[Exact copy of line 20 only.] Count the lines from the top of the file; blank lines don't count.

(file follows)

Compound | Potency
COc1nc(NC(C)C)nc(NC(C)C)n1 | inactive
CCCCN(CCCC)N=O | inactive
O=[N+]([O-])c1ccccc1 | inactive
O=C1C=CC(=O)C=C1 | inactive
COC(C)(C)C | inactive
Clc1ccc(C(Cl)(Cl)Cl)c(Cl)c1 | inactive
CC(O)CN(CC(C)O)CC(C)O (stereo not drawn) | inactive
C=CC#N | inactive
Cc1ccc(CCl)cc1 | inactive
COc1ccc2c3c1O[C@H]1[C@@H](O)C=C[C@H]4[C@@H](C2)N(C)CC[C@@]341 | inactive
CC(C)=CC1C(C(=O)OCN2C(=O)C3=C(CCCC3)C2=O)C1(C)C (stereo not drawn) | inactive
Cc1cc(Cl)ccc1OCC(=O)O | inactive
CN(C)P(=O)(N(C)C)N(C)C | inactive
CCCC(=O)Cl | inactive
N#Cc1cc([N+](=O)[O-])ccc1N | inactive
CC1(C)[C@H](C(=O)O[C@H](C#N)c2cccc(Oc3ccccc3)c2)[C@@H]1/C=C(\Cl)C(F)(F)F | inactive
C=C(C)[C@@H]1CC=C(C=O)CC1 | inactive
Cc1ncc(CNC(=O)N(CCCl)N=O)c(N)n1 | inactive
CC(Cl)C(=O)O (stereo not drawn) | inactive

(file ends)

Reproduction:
CC(Cl)C(=O)O (stereo not drawn) | inactive